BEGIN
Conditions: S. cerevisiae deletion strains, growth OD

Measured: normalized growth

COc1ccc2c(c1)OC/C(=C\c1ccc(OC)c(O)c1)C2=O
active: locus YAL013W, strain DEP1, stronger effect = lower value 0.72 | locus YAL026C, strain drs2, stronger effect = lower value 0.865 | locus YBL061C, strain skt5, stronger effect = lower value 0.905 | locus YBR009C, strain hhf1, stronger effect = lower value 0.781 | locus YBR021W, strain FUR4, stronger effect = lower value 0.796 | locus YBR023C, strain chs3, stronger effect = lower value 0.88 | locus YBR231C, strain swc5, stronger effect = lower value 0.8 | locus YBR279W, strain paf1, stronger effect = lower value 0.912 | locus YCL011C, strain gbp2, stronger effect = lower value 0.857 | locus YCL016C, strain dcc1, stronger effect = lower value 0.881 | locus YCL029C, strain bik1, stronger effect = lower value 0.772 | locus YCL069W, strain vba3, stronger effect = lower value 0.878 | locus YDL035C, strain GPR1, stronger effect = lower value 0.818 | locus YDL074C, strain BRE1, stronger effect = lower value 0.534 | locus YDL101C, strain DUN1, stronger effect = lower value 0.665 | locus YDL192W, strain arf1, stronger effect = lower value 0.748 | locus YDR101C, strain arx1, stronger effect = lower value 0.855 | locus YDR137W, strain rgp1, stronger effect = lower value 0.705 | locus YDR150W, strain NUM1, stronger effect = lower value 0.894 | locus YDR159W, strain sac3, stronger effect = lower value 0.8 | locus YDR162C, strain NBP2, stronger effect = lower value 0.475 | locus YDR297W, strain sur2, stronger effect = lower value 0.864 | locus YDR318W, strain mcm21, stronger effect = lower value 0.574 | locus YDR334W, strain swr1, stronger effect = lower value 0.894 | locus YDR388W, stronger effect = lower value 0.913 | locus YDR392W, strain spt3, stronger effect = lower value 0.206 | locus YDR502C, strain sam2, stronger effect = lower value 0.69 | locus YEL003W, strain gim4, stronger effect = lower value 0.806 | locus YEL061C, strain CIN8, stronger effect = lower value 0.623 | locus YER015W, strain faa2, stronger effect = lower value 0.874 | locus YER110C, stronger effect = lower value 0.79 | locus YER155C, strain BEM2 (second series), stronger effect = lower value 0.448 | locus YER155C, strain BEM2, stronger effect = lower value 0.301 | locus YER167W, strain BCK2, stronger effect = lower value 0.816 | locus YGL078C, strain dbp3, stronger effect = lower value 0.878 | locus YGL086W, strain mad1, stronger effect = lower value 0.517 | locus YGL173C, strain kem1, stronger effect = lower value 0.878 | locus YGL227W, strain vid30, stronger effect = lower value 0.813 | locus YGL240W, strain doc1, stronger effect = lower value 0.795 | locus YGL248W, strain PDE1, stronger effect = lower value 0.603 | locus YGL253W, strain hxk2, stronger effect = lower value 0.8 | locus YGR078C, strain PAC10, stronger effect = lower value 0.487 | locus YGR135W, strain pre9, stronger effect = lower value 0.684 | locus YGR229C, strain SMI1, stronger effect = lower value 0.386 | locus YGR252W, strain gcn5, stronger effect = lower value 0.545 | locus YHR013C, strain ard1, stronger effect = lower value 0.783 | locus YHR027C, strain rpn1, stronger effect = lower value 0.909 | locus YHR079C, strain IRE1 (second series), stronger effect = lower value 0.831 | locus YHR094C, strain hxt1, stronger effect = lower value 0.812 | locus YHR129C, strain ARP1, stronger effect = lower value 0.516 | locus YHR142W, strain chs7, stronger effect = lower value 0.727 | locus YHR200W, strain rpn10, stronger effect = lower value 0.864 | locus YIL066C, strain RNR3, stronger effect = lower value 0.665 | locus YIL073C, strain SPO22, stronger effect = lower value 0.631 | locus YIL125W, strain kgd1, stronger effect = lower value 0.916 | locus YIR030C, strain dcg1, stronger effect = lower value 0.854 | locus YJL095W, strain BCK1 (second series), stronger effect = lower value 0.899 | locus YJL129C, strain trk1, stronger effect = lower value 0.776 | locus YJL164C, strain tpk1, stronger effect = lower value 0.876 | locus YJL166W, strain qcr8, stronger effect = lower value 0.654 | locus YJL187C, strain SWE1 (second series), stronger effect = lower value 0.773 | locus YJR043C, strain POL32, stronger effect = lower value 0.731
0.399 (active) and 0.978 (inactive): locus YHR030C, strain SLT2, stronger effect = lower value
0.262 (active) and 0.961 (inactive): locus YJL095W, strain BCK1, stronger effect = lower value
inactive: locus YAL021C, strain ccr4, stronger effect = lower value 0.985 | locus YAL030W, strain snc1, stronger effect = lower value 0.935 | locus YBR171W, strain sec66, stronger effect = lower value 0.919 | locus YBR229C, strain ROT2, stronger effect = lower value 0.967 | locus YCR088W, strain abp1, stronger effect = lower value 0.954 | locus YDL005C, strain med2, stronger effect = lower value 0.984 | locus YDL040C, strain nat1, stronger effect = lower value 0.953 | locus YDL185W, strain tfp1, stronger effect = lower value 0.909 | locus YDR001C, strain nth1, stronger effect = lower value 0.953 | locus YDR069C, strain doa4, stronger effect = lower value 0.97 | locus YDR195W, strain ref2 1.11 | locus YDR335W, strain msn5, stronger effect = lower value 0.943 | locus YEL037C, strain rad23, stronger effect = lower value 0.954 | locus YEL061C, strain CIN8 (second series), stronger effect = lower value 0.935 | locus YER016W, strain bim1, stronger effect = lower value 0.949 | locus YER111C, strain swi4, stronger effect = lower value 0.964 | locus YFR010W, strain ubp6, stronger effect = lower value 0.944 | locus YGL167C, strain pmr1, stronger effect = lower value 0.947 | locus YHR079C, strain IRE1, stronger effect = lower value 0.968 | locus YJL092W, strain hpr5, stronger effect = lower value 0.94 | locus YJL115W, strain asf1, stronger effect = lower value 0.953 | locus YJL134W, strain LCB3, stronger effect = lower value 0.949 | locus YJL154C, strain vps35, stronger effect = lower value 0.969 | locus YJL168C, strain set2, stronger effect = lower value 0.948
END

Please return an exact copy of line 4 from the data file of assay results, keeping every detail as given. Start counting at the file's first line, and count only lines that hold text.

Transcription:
active: locus YAL013W, strain DEP1, stronger effect = lower value 0.72 | locus YAL026C, strain drs2, stronger effect = lower value 0.865 | locus YBL061C, strain skt5, stronger effect = lower value 0.905 | locus YBR009C, strain hhf1, stronger effect = lower value 0.781 | locus YBR021W, strain FUR4, stronger effect = lower value 0.796 | locus YBR023C, strain chs3, stronger effect = lower value 0.88 | locus YBR231C, strain swc5, stronger effect = lower value 0.8 | locus YBR279W, strain paf1, stronger effect = lower value 0.912 | locus YCL011C, strain gbp2, stronger effect = lower value 0.857 | locus YCL016C, strain dcc1, stronger effect = lower value 0.881 | locus YCL029C, strain bik1, stronger effect = lower value 0.772 | locus YCL069W, strain vba3, stronger effect = lower value 0.878 | locus YDL035C, strain GPR1, stronger effect = lower value 0.818 | locus YDL074C, strain BRE1, stronger effect = lower value 0.534 | locus YDL101C, strain DUN1, stronger effect = lower value 0.665 | locus YDL192W, strain arf1, stronger effect = lower value 0.748 | locus YDR101C, strain arx1, stronger effect = lower value 0.855 | locus YDR137W, strain rgp1, stronger effect = lower value 0.705 | locus YDR150W, strain NUM1, stronger effect = lower value 0.894 | locus YDR159W, strain sac3, stronger effect = lower value 0.8 | locus YDR162C, strain NBP2, stronger effect = lower value 0.475 | locus YDR297W, strain sur2, stronger effect = lower value 0.864 | locus YDR318W, strain mcm21, stronger effect = lower value 0.574 | locus YDR334W, strain swr1, stronger effect = lower value 0.894 | locus YDR388W, stronger effect = lower value 0.913 | locus YDR392W, strain spt3, stronger effect = lower value 0.206 | locus YDR502C, strain sam2, stronger effect = lower value 0.69 | locus YEL003W, strain gim4, stronger effect = lower value 0.806 | locus YEL061C, strain CIN8, stronger effect = lower value 0.623 | locus YER015W, strain faa2, stronger effect = lower value 0.874 | locus YER110C, stronger effect = lower value 0.79 | locus YER155C, strain BEM2 (second series), stronger effect = lower value 0.448 | locus YER155C, strain BEM2, stronger effect = lower value 0.301 | locus YER167W, strain BCK2, stronger effect = lower value 0.816 | locus YGL078C, strain dbp3, stronger effect = lower value 0.878 | locus YGL086W, strain mad1, stronger effect = lower value 0.517 | locus YGL173C, strain kem1, stronger effect = lower value 0.878 | locus YGL227W, strain vid30, stronger effect = lower value 0.813 | locus YGL240W, strain doc1, stronger effect = lower value 0.795 | locus YGL248W, strain PDE1, stronger effect = lower value 0.603 | locus YGL253W, strain hxk2, stronger effect = lower value 0.8 | locus YGR078C, strain PAC10, stronger effect = lower value 0.487 | locus YGR135W, strain pre9, stronger effect = lower value 0.684 | locus YGR229C, strain SMI1, stronger effect = lower value 0.386 | locus YGR252W, strain gcn5, stronger effect = lower value 0.545 | locus YHR013C, strain ard1, stronger effect = lower value 0.783 | locus YHR027C, strain rpn1, stronger effect = lower value 0.909 | locus YHR079C, strain IRE1 (second series), stronger effect = lower value 0.831 | locus YHR094C, strain hxt1, stronger effect = lower value 0.812 | locus YHR129C, strain ARP1, stronger effect = lower value 0.516 | locus YHR142W, strain chs7, stronger effect = lower value 0.727 | locus YHR200W, strain rpn10, stronger effect = lower value 0.864 | locus YIL066C, strain RNR3, stronger effect = lower value 0.665 | locus YIL073C, strain SPO22, stronger effect = lower value 0.631 | locus YIL125W, strain kgd1, stronger effect = lower value 0.916 | locus YIR030C, strain dcg1, stronger effect = lower value 0.854 | locus YJL095W, strain BCK1 (second series), stronger effect = lower value 0.899 | locus YJL129C, strain trk1, stronger effect = lower value 0.776 | locus YJL164C, strain tpk1, stronger effect = lower value 0.876 | locus YJL166W, strain qcr8, stronger effect = lower value 0.654 | locus YJL187C, strain SWE1 (second series), stronger effect = lower value 0.773 | locus YJR043C, strain POL32, stronger effect = lower value 0.731